William Rich Hutton

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William Rich Hutton in 1880

William Rich Hutton (March 21, 1826–December 11, 1901) was a surveyor and artist who became an architect and civil engineer in Maryland and New York in the latter half of the 19th century. His sketches of the pueblo of Los Angeles and diary of his life as a surveyor in California were published by the Huntington Library.

Early life and California[edit]

Los Angeles from the South, by W. R. Hutton, 1848

William Rich Hutton was born on March 21, 1826 in Washington, DC. He was the eldest son of James Hutton (d. 1843) and his wife, the former Salome Rich, sister of bibliographer Obadiah Rich and botanist and explorer William Rich.[1][2] He studied mathematics, drawing and surveying at the Benjamin Hallowell School in Alexandria, Virginia. Hutton traveled with his uncle William Rich to California in 1847 as a payroll clerk for the US volunteer forces in the Mexican-American War, accompanied by his younger brother James D. Hutton, also an artist and surveyor. William Hutton remained in California for six years before returning east in 1853. His diaries and drawings record his travel west via Panama and his six years in California, including a surveying expedition to Los Angeles in June 1849 with Lieutenant Edward O.C. Ord.[3][4] Ord and Hutton mapped Los Angeles in July and August 1849. Lieutenant Ord surveyed the pueblo; Hutton sketched many scenes of the pueblo and drew the first map from Ord's survey, recording street names in both Spanish and English for the first time.[5][6] In July 1850, Hutton was appointed county surveyor of San Luis Obispo County, a position he held until resigning on August 4, 1851.[1][7]

Engineering career[edit]

Returned to Maryland, Hutton became the assistant engineer for the Metropolitan Railroad in 1853. He was an assistant engineer to General Montgomery C. Meigs on the Washington Aqueduct and Cabin John Bridge from 1855, succeeding Meigs as Chief Engineer in 1862-63. He later served as Chief Engineer for the Annapolis Water Works (1866), the Chesapeake & Ohio Canal, and the Western Maryland Railroad (1871).[1][4]

He played a significant role in the later years of the Chesapeake and Ohio Canal. He served as Chief Engineer from 1869-1871, and as a consulting engineer until 1880. Under him, the canal was widened to its full prism width, and had augmented the banks to resist flooding. He also worked on macadamizing the towpath, dredging the Rock Creek basin, and the Georgetown inclined plane.[8]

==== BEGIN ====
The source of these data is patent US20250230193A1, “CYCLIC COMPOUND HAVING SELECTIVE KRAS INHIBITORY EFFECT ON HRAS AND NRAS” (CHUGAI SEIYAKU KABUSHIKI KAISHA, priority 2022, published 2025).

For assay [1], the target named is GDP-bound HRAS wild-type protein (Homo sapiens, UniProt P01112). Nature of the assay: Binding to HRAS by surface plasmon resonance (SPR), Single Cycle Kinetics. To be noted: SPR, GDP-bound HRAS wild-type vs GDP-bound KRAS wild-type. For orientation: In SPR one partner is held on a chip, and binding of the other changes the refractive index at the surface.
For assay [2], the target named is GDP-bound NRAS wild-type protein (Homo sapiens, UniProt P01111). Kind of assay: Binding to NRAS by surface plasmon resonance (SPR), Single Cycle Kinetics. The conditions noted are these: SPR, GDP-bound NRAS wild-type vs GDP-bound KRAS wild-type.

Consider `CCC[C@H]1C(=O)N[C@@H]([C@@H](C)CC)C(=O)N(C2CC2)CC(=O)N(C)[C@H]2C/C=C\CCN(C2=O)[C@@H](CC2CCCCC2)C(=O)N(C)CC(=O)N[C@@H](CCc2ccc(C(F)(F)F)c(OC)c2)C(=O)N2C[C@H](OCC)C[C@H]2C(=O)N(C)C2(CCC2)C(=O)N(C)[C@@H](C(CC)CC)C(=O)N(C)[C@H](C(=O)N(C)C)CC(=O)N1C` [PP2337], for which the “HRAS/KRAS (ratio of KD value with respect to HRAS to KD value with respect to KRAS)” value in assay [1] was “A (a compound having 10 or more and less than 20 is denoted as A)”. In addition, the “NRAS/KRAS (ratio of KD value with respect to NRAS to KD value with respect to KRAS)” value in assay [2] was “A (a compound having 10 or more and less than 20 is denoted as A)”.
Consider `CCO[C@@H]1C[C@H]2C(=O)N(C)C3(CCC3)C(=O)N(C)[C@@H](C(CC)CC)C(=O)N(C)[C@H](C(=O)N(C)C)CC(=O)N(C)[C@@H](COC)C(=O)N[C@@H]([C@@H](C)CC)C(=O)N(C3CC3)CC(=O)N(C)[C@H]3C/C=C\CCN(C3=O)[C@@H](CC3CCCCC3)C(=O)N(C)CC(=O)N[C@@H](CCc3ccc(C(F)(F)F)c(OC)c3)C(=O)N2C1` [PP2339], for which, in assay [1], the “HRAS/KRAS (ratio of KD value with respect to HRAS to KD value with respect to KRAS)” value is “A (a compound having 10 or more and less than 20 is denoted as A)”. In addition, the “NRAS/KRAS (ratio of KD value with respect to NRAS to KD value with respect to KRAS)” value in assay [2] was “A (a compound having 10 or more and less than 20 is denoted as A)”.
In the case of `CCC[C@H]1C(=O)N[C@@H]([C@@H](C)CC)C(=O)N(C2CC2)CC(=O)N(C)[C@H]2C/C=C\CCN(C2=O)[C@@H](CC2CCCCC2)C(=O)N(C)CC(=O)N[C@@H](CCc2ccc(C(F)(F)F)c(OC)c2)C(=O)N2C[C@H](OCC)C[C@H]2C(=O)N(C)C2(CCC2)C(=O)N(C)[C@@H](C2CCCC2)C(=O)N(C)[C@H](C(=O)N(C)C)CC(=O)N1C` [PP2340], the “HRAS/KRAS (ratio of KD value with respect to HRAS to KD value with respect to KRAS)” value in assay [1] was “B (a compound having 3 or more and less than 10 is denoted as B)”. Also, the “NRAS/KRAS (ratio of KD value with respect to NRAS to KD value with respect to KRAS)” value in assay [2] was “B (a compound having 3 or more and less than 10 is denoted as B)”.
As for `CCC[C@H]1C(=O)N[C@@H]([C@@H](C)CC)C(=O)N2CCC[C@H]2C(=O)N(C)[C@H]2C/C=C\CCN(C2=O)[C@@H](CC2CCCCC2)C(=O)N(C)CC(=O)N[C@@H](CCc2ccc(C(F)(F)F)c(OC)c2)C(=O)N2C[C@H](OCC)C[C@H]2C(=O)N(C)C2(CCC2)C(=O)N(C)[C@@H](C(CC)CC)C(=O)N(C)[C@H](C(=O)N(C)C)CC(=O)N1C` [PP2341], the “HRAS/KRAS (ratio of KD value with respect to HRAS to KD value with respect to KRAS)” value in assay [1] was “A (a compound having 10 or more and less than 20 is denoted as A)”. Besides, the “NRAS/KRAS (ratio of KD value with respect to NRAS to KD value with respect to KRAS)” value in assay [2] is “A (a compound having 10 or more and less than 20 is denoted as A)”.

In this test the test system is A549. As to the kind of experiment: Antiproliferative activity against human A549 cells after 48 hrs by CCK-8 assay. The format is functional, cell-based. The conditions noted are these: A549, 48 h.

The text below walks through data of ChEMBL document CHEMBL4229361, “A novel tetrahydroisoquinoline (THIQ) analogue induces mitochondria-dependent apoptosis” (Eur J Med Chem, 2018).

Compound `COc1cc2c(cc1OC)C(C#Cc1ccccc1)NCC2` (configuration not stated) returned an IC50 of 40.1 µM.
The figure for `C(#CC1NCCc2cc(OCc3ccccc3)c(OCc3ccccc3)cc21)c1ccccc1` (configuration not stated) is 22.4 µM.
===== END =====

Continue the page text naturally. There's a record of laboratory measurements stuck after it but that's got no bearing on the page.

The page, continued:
Hutton also practiced as an architect, working in partnership with his youngest brother Nathaniel Henry Hutton (1834–1907) between 1873 and 1880, but little is known of his work in this field.[1][4][9] He relocated to New York in the 1880s, serving as Chief Engineer for the Washington Bridge in 1888 and 1889 and the Hudson River Tunnel from 1889 to 1891.[4] He consulted on projects including the New Croton Aqueduct and designed the locks on the Kanawha Canal. Hutton died on December 11, 1901.[1]

In the 1930s, his daughters sold a selection of his personal letters and diaries and ninety-five drawings of California to the Huntington Library.[1] Papers related to his engineering career are housed in the Division of the History of Technology at the National Museum of American History.[10]

Publications[edit]

Hutton published The Washington Bridge Over the Harlem River, at 181st Street, New York City: A description of its construction in 1891.

In 1942, the Huntington Library published Glances at California 1847–1853: Diaries and Letters of William Rich Hutton, Surveyor and California 1847–1852: Drawings by William Rich Hutton.[3][11]

Notes[edit]

  1. ^ a b c d e f Waters, Willard O., "Brief Memoir", in Hutton's Glances at California
  2. ^ Wellfleet and Beyond
  3. ^ a b California As I Saw It: First-Person Narratives of California's Early Years, 1849-1900
  4. ^ a b c d Baltimore Architecture Foundation, "William Rich Hutton"
  5. ^ Poole and Ball 2002, p. 22
  6. ^ Marschner 2000, p. 49
  7. ^ See Plan of the Rancho El Chorro surveyed by Hutton.
  8. ^ Unrau, Harland D. "Historical Resource Study: Chesapeake & Ohio Canal". [US Department of the Interior, National Park Service]. Retrieved 2013-05-02. p. 22
  9. ^ Baltimore Architecture Foundation, "Nathaniel Henry Hutton"
  10. ^ William R. Hutton Papers, 1858-1916
  11. ^ See Huntington Library online catalog.

References[edit]

  • Marschner, Janice (2000). California 1850: A Snapshot in Time. Coleman Ranch Press. ISBN 0-9677069-3-9. 
  • Poole, Jean Bruce and Tevvy Ball (2002). El Pueblo:The Historic Heart of Los Angeles. Getty. ISBN 0-89236-662-1. 

Works by William Rich Hutton[edit]